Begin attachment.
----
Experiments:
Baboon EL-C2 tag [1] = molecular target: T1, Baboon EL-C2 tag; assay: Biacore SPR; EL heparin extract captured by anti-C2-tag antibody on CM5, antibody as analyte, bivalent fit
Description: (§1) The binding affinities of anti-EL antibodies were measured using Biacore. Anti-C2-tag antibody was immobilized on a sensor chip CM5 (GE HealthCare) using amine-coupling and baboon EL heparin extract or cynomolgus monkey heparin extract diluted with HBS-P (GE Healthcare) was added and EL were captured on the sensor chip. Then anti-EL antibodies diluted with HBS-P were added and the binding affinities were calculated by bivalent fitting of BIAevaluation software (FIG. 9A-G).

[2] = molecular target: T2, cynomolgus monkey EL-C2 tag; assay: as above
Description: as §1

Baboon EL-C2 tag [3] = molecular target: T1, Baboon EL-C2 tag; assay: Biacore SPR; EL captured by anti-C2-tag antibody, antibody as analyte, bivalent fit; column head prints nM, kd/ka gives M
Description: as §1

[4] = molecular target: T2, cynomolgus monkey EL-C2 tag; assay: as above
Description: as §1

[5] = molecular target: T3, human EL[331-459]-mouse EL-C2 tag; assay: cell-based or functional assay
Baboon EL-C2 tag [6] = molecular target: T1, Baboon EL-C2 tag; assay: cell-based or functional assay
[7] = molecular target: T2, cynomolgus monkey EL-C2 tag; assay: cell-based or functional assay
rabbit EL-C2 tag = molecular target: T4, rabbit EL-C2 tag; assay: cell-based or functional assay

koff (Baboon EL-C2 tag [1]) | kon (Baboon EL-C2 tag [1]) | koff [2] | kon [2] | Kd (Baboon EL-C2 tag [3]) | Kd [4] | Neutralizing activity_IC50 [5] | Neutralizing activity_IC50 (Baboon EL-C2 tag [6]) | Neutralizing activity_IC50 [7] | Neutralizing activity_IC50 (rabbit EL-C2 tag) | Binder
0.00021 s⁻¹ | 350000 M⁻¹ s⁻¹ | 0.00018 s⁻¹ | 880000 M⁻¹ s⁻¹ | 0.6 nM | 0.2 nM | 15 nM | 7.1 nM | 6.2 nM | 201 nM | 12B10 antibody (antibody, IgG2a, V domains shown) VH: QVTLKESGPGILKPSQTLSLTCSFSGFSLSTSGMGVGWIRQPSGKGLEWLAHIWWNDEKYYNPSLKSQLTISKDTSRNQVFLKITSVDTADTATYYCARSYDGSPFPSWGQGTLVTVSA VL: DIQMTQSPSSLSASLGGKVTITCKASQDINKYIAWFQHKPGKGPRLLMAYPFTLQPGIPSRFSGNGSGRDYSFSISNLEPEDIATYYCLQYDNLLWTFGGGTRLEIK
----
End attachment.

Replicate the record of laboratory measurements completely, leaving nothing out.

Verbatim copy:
Experiments:
Baboon EL-C2 tag [1] = molecular target: T1, Baboon EL-C2 tag; assay: Biacore SPR; EL heparin extract captured by anti-C2-tag antibody on CM5, antibody as analyte, bivalent fit
Description: (§1) The binding affinities of anti-EL antibodies were measured using Biacore. Anti-C2-tag antibody was immobilized on a sensor chip CM5 (GE HealthCare) using amine-coupling and baboon EL heparin extract or cynomolgus monkey heparin extract diluted with HBS-P (GE Healthcare) was added and EL were captured on the sensor chip. Then anti-EL antibodies diluted with HBS-P were added and the binding affinities were calculated by bivalent fitting of BIAevaluation software (FIG. 9A-G).

[2] = molecular target: T2, cynomolgus monkey EL-C2 tag; assay: as above
Description: as §1

Baboon EL-C2 tag [3] = molecular target: T1, Baboon EL-C2 tag; assay: Biacore SPR; EL captured by anti-C2-tag antibody, antibody as analyte, bivalent fit; column head prints nM, kd/ka gives M
Description: as §1

[4] = molecular target: T2, cynomolgus monkey EL-C2 tag; assay: as above
Description: as §1

[5] = molecular target: T3, human EL[331-459]-mouse EL-C2 tag; assay: cell-based or functional assay
Baboon EL-C2 tag [6] = molecular target: T1, Baboon EL-C2 tag; assay: cell-based or functional assay
[7] = molecular target: T2, cynomolgus monkey EL-C2 tag; assay: cell-based or functional assay
rabbit EL-C2 tag = molecular target: T4, rabbit EL-C2 tag; assay: cell-based or functional assay

koff (Baboon EL-C2 tag [1]) | kon (Baboon EL-C2 tag [1]) | koff [2] | kon [2] | Kd (Baboon EL-C2 tag [3]) | Kd [4] | Neutralizing activity_IC50 [5] | Neutralizing activity_IC50 (Baboon EL-C2 tag [6]) | Neutralizing activity_IC50 [7] | Neutralizing activity_IC50 (rabbit EL-C2 tag) | Binder
0.00021 s⁻¹ | 350000 M⁻¹ s⁻¹ | 0.00018 s⁻¹ | 880000 M⁻¹ s⁻¹ | 0.6 nM | 0.2 nM | 15 nM | 7.1 nM | 6.2 nM | 201 nM | 12B10 antibody (antibody, IgG2a, V domains shown) VH: QVTLKESGPGILKPSQTLSLTCSFSGFSLSTSGMGVGWIRQPSGKGLEWLAHIWWNDEKYYNPSLKSQLTISKDTSRNQVFLKITSVDTADTATYYCARSYDGSPFPSWGQGTLVTVSA VL: DIQMTQSPSSLSASLGGKVTITCKASQDINKYIAWFQHKPGKGPRLLMAYPFTLQPGIPSRFSGNGSGRDYSFSISNLEPEDIATYYCLQYDNLLWTFGGGTRLEIK